14. I have been told that there is a warrant for my arrest. What should I do?
If there is a warrant for your arrest, it is important to review your situation with a qualified criminal lawyer so that a defense strategy can be established for your case.
15. Can a Warrant be removed?
Yes, a warrant is removed upon the appearance of the individual before the court. The existence of a warrant generally means that a criminal charge is pending before a court and that the court has made a preliminary determination that there is “probable cause” that the individual committed the criminal offense.
A warrant may also be issued, after a criminal proceeding has been initiated if the individual has not complied with an order of the court; for example, attending a hearing, paying a fine, or properly completing conditions of probation.
In very rare circumstances, an individual may have a warrant removed without his appearance before the court, for example, if a warrant was issued because an individual did not comply with the court’s order of attending a rehabilitation class, and the attorney can prove that the individual properly attended the class, then the court may remove the warrant without requiring the individual to appear.
16. If I am not a US citizen (I am an undocumented immigrant, an immigrant with a visa, legal Permanent Residency or who has overstayed a visa), what will happen with my immigration status if I am arrested?
The impact that a criminal process will have on a non-citizen depends on a number of factors, including, the immigration status of the individual, the nature of the criminal charges, and the length of time the individual has been in the US, and his eligibility for benefits under the immigration law.
In general, all criminal charges will have a direct impact on a non-citizen, even a legal permanent resident. Also, the more serious the alleged criminal offence is the more serious the impact will be. It is critical for a non US citizen/immigrant to obtain representation from an attorney that has substantial experience in both criminal and immigration law.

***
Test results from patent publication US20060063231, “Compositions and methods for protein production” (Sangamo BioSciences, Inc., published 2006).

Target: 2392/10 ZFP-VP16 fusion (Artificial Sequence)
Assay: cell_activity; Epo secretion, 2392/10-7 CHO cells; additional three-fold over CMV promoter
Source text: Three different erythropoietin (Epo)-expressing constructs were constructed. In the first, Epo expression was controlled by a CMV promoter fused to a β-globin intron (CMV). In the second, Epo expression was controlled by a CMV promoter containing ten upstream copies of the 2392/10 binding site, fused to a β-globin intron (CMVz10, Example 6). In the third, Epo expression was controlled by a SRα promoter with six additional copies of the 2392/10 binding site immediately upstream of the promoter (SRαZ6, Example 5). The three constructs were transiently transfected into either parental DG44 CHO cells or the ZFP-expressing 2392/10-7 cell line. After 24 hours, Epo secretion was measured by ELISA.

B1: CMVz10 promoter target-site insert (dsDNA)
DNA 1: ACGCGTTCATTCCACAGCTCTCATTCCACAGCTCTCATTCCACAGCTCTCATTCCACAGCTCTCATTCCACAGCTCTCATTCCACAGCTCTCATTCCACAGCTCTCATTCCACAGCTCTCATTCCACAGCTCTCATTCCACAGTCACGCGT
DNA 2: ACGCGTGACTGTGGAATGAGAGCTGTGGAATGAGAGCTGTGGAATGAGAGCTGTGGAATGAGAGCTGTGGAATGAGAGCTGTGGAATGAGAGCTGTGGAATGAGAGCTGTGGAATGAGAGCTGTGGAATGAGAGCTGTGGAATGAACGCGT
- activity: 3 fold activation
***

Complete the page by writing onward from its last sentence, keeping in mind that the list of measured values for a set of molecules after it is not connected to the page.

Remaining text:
In Massachusetts and most other states, bail/bond is paid to the court that issued the order of detention.
Generally an individual may pay the bail (post the bond) in the office of the court during regular business hours.
In the alternative, bail or bond may be posted at the detention facility where the detained individual is being held at specific times and hours. Bail or bond may be paid in cash, by pledging a property, by certified bank check, and in some states by purchasing a Surety (an insurance policy from a licensed bond company).
Yes, the court generally will have established a hearing date for the case and you will be required to appear before the court at that time, unless otherwise directed by the court.
19. How do I get the bail money back?
The bail money is returned to the Individual, who posted or paid the bail, when the court has enters a judgement or disposition for the case. After this has happened, the person who posted or paid the bail can take their bail receipt and their identification to the court and request the return of the posted bail.
Yes. There is a procedure in which a defendant can petition the court in which he was convicted to seal his record, which will prevent the general public, including potential employers, from gaining access to the criminal record. If you are not a citizen of the US, it is important to obtain assistance from a qualified immigration attorney about the effect that sealing your record will have on your immigration status. The Department of Homeland Security requires that a person present certified court records related to their criminal history when they are filing applications for seeking admission into the US, and a certified record cannot be produced if the court has sealed the record of the case.